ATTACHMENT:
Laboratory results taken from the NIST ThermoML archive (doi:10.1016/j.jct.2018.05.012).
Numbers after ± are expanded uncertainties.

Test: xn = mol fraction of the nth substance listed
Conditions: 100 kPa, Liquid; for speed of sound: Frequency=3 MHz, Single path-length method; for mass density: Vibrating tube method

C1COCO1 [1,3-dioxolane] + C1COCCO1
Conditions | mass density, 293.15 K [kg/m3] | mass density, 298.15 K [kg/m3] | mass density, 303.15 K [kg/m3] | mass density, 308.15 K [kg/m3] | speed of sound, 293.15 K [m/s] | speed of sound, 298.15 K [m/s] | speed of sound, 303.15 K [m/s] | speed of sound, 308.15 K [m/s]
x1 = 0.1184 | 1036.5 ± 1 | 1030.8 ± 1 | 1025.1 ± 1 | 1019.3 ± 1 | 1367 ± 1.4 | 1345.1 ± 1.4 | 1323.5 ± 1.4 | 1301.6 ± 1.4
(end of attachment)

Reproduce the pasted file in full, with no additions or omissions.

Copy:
Laboratory results taken from the NIST ThermoML archive (doi:10.1016/j.jct.2018.05.012).
Numbers after ± are expanded uncertainties.

Test: xn = mol fraction of the nth substance listed
Conditions: 100 kPa, Liquid; for speed of sound: Frequency=3 MHz, Single path-length method; for mass density: Vibrating tube method

C1COCO1 [1,3-dioxolane] + C1COCCO1
Conditions | mass density, 293.15 K [kg/m3] | mass density, 298.15 K [kg/m3] | mass density, 303.15 K [kg/m3] | mass density, 308.15 K [kg/m3] | speed of sound, 293.15 K [m/s] | speed of sound, 298.15 K [m/s] | speed of sound, 303.15 K [m/s] | speed of sound, 308.15 K [m/s]
x1 = 0.1184 | 1036.5 ± 1 | 1030.8 ± 1 | 1025.1 ± 1 | 1019.3 ± 1 | 1367 ± 1.4 | 1345.1 ± 1.4 | 1323.5 ± 1.4 | 1301.6 ± 1.4